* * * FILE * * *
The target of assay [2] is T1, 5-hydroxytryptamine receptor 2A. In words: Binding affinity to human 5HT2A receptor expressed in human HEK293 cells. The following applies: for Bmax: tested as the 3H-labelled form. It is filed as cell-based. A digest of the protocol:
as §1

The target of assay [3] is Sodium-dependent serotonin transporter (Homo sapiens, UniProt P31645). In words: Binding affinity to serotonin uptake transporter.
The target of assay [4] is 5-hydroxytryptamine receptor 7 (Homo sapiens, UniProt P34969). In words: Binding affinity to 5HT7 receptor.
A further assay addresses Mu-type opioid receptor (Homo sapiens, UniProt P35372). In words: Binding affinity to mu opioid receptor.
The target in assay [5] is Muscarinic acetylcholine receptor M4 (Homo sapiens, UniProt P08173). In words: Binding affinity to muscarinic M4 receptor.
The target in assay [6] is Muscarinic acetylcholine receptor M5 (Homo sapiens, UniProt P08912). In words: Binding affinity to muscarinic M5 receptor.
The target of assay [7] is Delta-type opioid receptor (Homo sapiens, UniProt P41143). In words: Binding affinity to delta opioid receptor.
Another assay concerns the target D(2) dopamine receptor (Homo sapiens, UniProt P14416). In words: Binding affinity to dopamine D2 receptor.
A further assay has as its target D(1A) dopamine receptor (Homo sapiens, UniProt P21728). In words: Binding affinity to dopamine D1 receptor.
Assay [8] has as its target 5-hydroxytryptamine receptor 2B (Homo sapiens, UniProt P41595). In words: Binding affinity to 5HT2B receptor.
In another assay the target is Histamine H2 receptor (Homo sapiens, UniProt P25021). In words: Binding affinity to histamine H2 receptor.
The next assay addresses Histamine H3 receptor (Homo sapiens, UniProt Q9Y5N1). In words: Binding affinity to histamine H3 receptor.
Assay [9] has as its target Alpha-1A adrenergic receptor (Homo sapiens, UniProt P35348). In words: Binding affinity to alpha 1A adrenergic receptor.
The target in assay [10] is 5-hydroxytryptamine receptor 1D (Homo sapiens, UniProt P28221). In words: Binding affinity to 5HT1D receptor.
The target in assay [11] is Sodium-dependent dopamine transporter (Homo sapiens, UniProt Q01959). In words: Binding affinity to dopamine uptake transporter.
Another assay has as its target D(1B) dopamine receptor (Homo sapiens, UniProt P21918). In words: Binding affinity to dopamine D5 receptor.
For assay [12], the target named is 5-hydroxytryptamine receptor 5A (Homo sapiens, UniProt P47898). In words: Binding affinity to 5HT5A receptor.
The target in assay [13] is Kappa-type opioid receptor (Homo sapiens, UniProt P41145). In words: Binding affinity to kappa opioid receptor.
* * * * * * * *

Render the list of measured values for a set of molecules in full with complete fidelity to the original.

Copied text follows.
The target of assay [2] is T1, 5-hydroxytryptamine receptor 2A. In words: Binding affinity to human 5HT2A receptor expressed in human HEK293 cells. The following applies: for Bmax: tested as the 3H-labelled form. It is filed as cell-based. A digest of the protocol:
as §1

The target of assay [3] is Sodium-dependent serotonin transporter (Homo sapiens, UniProt P31645). In words: Binding affinity to serotonin uptake transporter.
The target of assay [4] is 5-hydroxytryptamine receptor 7 (Homo sapiens, UniProt P34969). In words: Binding affinity to 5HT7 receptor.
A further assay addresses Mu-type opioid receptor (Homo sapiens, UniProt P35372). In words: Binding affinity to mu opioid receptor.
The target in assay [5] is Muscarinic acetylcholine receptor M4 (Homo sapiens, UniProt P08173). In words: Binding affinity to muscarinic M4 receptor.
The target in assay [6] is Muscarinic acetylcholine receptor M5 (Homo sapiens, UniProt P08912). In words: Binding affinity to muscarinic M5 receptor.
The target of assay [7] is Delta-type opioid receptor (Homo sapiens, UniProt P41143). In words: Binding affinity to delta opioid receptor.
Another assay concerns the target D(2) dopamine receptor (Homo sapiens, UniProt P14416). In words: Binding affinity to dopamine D2 receptor.
A further assay has as its target D(1A) dopamine receptor (Homo sapiens, UniProt P21728). In words: Binding affinity to dopamine D1 receptor.
Assay [8] has as its target 5-hydroxytryptamine receptor 2B (Homo sapiens, UniProt P41595). In words: Binding affinity to 5HT2B receptor.
In another assay the target is Histamine H2 receptor (Homo sapiens, UniProt P25021). In words: Binding affinity to histamine H2 receptor.
The next assay addresses Histamine H3 receptor (Homo sapiens, UniProt Q9Y5N1). In words: Binding affinity to histamine H3 receptor.
Assay [9] has as its target Alpha-1A adrenergic receptor (Homo sapiens, UniProt P35348). In words: Binding affinity to alpha 1A adrenergic receptor.
The target in assay [10] is 5-hydroxytryptamine receptor 1D (Homo sapiens, UniProt P28221). In words: Binding affinity to 5HT1D receptor.
The target in assay [11] is Sodium-dependent dopamine transporter (Homo sapiens, UniProt Q01959). In words: Binding affinity to dopamine uptake transporter.
Another assay has as its target D(1B) dopamine receptor (Homo sapiens, UniProt P21918). In words: Binding affinity to dopamine D5 receptor.
For assay [12], the target named is 5-hydroxytryptamine receptor 5A (Homo sapiens, UniProt P47898). In words: Binding affinity to 5HT5A receptor.
The target in assay [13] is Kappa-type opioid receptor (Homo sapiens, UniProt P41145). In words: Binding affinity to kappa opioid receptor.